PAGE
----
SEASIDE, Calif. – The secret is out about Matt Dobyns, a PGA professional who was once under the radar in the national spotlight, but whose debut in the 45th PGA Professional National Championship turned into a historic visit to Bayonet and Black Horse Golf Courses on the Monterey Peninsula.
The 34-year-old PGA head professional at Fresh Meadow Country Club in Lake Success, N.Y., completed a stunning four-day run by making a four-foot birdie on the 18th green for a 2-under-par 70 and a record-breaking eight-stroke victory in the showcase event for PGA Professionals. His 13-under-par 275 total made him the seventh member of the Metropolitan PGA Section to capture the National Championship and the eighth player in history to win in his first attempt.
Dobyns capped his week by shattering Sam Snead’s 41-year margin-of-victory record of five strokes, which he set in 1971.
“I don’t know how that happened,” said Dobyns. “To be mentioned in the same breath with Sam Snead in any comparison is both humbling and exciting.”
Dobyns’ storybook trip would never have happened had he not accepted the fact that his staff could handle the operations while he was out of town. The members at Fresh Meadow Country Club can now plan for a Champion’s reception upon his return.
“It’s the biggest tournament I have ever won, and will probably be the biggest tournament I’ll ever win,” said Dobyns. “I’m trying to cherish each second, because it’s going too quickly.”
Rod Perry of Port Orange, Fla., who matched the day’s low round of 69, shared runner-up honors at 283 with Kelly Mitchum of Southern Pines, N.C., who closed with a 71.
Perry, the PGA head professional at Crane Lakes Golf Course in Port Orange, had never finished better than a share of 34th in four previous Championship visits, while Mitchum, the PGA teaching professional at Pinehurst (N.C.) Resort, recorded his fourth top-10 finish in seven appearances.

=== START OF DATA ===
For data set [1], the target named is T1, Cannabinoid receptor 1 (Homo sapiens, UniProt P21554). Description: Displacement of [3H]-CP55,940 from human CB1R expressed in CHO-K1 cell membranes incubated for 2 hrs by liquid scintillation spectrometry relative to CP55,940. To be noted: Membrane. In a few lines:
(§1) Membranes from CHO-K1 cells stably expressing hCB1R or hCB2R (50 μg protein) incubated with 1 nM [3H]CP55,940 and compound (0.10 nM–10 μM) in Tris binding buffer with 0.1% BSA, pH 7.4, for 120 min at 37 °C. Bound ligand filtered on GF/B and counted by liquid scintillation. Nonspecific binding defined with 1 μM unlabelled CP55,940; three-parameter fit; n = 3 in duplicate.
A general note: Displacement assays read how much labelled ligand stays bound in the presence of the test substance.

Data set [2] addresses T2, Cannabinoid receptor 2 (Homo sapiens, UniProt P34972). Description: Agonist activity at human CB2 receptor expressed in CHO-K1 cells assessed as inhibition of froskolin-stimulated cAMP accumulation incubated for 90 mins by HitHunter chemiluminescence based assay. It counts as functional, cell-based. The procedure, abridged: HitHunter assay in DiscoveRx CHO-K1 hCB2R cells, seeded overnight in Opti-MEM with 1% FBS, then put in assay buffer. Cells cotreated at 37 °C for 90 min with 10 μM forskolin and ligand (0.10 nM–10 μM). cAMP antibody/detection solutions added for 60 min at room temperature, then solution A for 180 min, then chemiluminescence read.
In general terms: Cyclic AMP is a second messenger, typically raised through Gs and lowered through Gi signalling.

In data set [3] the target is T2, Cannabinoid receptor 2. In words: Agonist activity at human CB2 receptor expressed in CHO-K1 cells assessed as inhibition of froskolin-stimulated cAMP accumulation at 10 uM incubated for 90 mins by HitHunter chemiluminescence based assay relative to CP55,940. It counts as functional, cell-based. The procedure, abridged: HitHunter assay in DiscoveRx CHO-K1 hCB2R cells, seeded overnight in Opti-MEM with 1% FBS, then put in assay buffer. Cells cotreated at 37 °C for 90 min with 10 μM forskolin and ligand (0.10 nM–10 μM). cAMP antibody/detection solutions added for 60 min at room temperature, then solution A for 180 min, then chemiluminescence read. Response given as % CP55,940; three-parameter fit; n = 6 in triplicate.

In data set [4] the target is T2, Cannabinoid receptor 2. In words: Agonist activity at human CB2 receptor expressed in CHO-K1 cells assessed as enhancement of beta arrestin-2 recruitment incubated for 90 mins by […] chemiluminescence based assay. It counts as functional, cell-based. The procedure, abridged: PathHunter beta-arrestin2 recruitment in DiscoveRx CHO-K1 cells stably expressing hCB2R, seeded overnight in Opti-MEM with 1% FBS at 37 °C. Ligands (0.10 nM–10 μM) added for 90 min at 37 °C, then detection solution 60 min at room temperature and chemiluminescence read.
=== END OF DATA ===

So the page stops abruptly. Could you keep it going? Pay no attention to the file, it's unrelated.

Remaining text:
Mitchum, 41, said that he had more than a few opportunities to see Dobyns’ talent up close.
“Matt played so solid. We were all playing for second,” said Mitchum. “Matt and I played nine holes in a practice round Friday, and then to get paired with the Champion in the final round is pretty ironic.”
Three-time PGA Professional National Champion Mike Small of Champaign, Ill., whose 73 left him alone in fourth at 284. “I fought hard and made it in,” said Small. “He (Dobyns) was sensational.”
Dobyns arrived last Thursday evening on site, played a round at the nearby Black Horse layout, and got in just nine holes at rugged Bayonet, walking the back nine, before the opening round. Perhaps not your optimum practice time for a demanding course ranked No. 21 toughest in the U.S. by Golf Digest.
“This golf course just fit my eye,” said Dobyns. “I had control of my golf swing, and I can’t tell you why. When I got here, I felt in control. The hard shots didn’t feel that difficult. I’m going to look back at the tape, because something has to be different.”
Despite owning a six-stroke lead entering the final round, Dobyns admitted that he had a restless night of sleep.
“I was thinking what it would have taken for me to feel comfortable, and I figured that the margin would have been about 15,” said Dobyns.
Restless or not, Dobyns displayed the same cool that he had the previous 54 holes, and made birdies at the fifth, 10th and 18th holes the last sealed what was a magical run.
The road to national prominence for Dobyns, according to 1996 National Champion Darrell Kestner of Glen Cove, N.Y., his longtime mentor and coach at Deepdale Golf Club in Manhasset, N.Y., was “just a matter of time.”
Kestner finished nearly a half hour ahead of Dobyns, turning in a 74 and finishing in 13th place. Kestner earned his 10th trip to the PGA Championship and accomplished a rare feat himself by qualifying for a major championship in five separate decades. Kestner competed in the first of his eight U.S. Opens in 1979, and has made nine PGA Championship appearances prior to this year.
“I’m glad the rest of the golfing community could see what this kid can do,” said Kestner, who hired Dobyns as an apprentice 2009, and continues to coach him today. “For three years at Deepdale, I saw some amazing stuff. I knew that he was one of the best playing club professionals in the country three years ago. For him to finally get his due, I feel very prideful for him.”